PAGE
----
Oak Alley Plantation with Colorado Traveling Ducks

Let’s visit a southern plantation.   Taking a bus from New Orleans to the plantation, we pass such pretty land.

Driving from New Orleans to Oak Alley Plantation

This wooded area is rather wet.   Can see water quite often among the trees   I, Zeb the Duck, think this is bayou country.   And the level of the Mississippi River is high now.  Here we are.

Here we are

This place has beautiful grounds.   And this sign has more historical information.

A great history

This tree is Crape Myrtle.

Crape Myrtle tree

Crape Myrtle was introduced in the United States in the late 1780’s, from China.   This unique tree has a trunk that exhibits exfoliating bark, exposing smooth, satin like surfaces.   The scientific name is Lagerstroemia indica.   We, the Colorado Traveling Ducks, love flowering trees.   A couple rows of small houses were slave quarters.

Slaves quarters

Each side of the building was used by a slave family.   Antoine, a slave gardener, was on this plantation.

Antoine the Gardener and pecans

He was very talented and his talent was recognized and used.   We now grow paper shell pecans and they are not only very tasty, but easy to crack open.   Thanks to Antoine.  During free time, slaves were allowed to raise some vegetables and chickens.   These were for the personal use of slaves, or could be sold for extra income.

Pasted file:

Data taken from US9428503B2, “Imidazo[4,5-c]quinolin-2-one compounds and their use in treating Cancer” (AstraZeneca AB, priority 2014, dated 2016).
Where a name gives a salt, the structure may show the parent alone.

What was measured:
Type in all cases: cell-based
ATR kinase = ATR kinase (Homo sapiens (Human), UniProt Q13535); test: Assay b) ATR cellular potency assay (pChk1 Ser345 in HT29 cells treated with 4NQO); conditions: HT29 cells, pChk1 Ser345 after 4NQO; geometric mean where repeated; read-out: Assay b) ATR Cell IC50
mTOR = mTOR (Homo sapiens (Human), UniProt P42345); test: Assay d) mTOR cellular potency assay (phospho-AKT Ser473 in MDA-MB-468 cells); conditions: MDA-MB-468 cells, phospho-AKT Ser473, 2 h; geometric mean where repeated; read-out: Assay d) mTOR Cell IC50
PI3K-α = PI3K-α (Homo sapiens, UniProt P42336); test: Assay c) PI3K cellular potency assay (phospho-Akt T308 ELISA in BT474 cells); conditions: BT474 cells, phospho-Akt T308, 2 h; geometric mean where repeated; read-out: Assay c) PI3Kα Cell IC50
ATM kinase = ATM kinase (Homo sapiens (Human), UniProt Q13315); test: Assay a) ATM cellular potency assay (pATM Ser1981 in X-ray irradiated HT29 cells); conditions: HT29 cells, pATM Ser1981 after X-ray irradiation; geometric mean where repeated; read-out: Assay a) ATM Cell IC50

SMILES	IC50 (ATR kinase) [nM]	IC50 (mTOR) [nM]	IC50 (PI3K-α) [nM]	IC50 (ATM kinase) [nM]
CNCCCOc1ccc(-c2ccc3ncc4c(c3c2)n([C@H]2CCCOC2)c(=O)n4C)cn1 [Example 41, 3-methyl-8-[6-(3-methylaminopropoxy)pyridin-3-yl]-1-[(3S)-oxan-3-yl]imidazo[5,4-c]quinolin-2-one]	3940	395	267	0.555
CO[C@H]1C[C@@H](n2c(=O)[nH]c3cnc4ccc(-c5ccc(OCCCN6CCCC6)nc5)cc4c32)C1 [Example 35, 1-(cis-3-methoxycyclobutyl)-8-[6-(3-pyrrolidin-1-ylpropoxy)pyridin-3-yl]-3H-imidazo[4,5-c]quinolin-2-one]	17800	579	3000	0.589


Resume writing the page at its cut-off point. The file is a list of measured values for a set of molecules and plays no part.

Slaves raised chickens for extra money

The slaves did not have much space or much time, so during the day the children of slaves tended the chickens, feeding and gathering eggs.   At night the chickens were put in coops to protect them from fox and other animals.  The slave quarters were very interesting.   Each side of the building had items used by the slaves and great information on the life of the slaves.   Like most places, we could have used more time.   Walking to the front of the property, we admired this long walkway.

Formal entrance to plantation house

The live oak trees form a canopy over the sidewalk.   From the sidewalk we admire the trees.

Trees on ground form new roots

We were told new roots form where the trees touch the ground.   Such grand old trees.

Plantation house

Leading us right to the plantation.   We were called for our tour, but also told no photos allowed inside the plantation home.   The tour was nice and our guide, Shannon, was wonderful.   From the balcony we were allowed to take pictures.

Front entrance from balcony

The front walk is impressive from this view.

Side lawn from balcony

A side lawn has a picturesque bridge.   Another side offers views of flowering trees.

Side lawn with flowering trees

We love the beautiful green lawns and vegetation.   On our way out we visited the gift shop and purchased some treats with pecans.   They were delicious.  This plantation is beautiful and we are glad we came here.